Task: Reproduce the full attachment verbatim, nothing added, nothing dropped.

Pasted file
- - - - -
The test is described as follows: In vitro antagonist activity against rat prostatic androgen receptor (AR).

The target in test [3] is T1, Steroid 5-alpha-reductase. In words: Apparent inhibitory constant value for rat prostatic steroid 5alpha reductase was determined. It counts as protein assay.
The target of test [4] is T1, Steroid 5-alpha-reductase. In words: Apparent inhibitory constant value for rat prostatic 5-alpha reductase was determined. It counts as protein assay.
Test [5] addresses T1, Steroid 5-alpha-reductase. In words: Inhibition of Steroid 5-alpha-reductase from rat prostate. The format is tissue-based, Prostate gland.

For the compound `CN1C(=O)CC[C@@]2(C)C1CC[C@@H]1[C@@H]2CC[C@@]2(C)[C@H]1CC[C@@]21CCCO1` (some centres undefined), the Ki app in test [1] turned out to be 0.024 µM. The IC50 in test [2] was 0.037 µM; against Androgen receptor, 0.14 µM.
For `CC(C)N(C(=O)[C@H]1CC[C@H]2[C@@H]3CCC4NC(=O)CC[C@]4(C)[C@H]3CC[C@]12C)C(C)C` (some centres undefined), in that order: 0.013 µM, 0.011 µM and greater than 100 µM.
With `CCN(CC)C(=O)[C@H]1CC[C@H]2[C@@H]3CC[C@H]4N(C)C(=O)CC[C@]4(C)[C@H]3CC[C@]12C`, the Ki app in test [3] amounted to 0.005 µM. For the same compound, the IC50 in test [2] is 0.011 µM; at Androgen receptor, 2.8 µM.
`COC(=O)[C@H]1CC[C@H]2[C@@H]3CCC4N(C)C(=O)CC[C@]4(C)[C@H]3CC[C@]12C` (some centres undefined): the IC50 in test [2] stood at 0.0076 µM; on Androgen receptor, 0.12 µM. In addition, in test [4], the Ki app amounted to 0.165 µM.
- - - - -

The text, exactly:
The test is described as follows: In vitro antagonist activity against rat prostatic androgen receptor (AR).

The target in test [3] is T1, Steroid 5-alpha-reductase. In words: Apparent inhibitory constant value for rat prostatic steroid 5alpha reductase was determined. It counts as protein assay.
The target of test [4] is T1, Steroid 5-alpha-reductase. In words: Apparent inhibitory constant value for rat prostatic 5-alpha reductase was determined. It counts as protein assay.
Test [5] addresses T1, Steroid 5-alpha-reductase. In words: Inhibition of Steroid 5-alpha-reductase from rat prostate. The format is tissue-based, Prostate gland.

For the compound `CN1C(=O)CC[C@@]2(C)C1CC[C@@H]1[C@@H]2CC[C@@]2(C)[C@H]1CC[C@@]21CCCO1` (some centres undefined), the Ki app in test [1] turned out to be 0.024 µM. The IC50 in test [2] was 0.037 µM; against Androgen receptor, 0.14 µM.
For `CC(C)N(C(=O)[C@H]1CC[C@H]2[C@@H]3CCC4NC(=O)CC[C@]4(C)[C@H]3CC[C@]12C)C(C)C` (some centres undefined), in that order: 0.013 µM, 0.011 µM and greater than 100 µM.
With `CCN(CC)C(=O)[C@H]1CC[C@H]2[C@@H]3CC[C@H]4N(C)C(=O)CC[C@]4(C)[C@H]3CC[C@]12C`, the Ki app in test [3] amounted to 0.005 µM. For the same compound, the IC50 in test [2] is 0.011 µM; at Androgen receptor, 2.8 µM.
`COC(=O)[C@H]1CC[C@H]2[C@@H]3CCC4N(C)C(=O)CC[C@]4(C)[C@H]3CC[C@]12C` (some centres undefined): the IC50 in test [2] stood at 0.0076 µM; on Androgen receptor, 0.12 µM. In addition, in test [4], the Ki app amounted to 0.165 µM.